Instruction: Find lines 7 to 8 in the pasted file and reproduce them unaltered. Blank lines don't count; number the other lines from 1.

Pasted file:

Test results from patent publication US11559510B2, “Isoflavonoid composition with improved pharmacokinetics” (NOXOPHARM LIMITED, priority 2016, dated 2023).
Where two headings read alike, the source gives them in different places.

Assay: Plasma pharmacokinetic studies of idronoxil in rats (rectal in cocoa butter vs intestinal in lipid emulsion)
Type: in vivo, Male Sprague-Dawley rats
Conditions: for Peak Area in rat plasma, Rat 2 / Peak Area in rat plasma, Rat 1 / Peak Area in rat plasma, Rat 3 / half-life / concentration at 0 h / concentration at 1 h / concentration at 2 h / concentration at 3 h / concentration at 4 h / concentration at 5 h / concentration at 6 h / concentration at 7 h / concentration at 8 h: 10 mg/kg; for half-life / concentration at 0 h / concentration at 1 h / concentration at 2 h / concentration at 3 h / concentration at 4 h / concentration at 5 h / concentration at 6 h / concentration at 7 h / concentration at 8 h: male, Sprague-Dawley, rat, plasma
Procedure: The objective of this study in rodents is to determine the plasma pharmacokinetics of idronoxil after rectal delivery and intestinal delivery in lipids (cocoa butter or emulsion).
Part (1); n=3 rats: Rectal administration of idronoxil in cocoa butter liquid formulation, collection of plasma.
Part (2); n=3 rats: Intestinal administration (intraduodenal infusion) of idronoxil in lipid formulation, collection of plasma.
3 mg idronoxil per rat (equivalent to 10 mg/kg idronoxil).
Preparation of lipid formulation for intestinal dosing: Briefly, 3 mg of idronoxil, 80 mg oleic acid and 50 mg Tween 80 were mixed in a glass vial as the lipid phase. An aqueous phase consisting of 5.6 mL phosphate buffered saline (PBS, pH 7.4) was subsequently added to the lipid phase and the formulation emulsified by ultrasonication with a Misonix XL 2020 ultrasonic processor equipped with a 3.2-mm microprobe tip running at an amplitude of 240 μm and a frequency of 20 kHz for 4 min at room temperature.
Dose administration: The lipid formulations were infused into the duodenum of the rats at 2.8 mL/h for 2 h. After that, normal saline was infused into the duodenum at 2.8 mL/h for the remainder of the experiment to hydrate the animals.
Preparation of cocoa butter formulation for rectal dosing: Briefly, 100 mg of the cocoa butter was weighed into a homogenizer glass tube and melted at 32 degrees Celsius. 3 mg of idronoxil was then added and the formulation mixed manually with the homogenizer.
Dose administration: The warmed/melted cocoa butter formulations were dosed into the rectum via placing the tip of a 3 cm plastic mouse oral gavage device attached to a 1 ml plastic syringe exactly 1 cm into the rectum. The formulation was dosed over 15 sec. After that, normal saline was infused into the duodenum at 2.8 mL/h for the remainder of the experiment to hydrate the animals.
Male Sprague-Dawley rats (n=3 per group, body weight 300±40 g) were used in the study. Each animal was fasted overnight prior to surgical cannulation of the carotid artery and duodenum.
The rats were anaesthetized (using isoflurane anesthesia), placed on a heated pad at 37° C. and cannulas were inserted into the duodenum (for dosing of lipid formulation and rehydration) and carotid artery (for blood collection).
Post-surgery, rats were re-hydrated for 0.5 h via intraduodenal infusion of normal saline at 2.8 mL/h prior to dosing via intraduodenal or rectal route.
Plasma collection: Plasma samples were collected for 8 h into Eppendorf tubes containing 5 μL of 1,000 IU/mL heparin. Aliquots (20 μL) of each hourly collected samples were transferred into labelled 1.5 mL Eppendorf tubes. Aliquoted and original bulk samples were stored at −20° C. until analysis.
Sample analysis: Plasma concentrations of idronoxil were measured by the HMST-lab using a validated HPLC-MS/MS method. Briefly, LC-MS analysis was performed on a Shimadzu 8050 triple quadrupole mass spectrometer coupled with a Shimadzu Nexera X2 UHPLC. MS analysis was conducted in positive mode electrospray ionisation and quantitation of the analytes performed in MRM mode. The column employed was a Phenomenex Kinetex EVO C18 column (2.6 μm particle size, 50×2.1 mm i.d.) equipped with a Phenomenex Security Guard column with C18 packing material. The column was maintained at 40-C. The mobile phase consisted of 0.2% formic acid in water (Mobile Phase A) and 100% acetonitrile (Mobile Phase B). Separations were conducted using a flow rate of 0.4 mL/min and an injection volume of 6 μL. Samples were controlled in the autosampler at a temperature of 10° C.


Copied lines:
Part (1); n=3 rats: Rectal administration of idronoxil in cocoa butter liquid formulation, collection of plasma.
Part (2); n=3 rats: Intestinal administration (intraduodenal infusion) of idronoxil in lipid formulation, collection of plasma.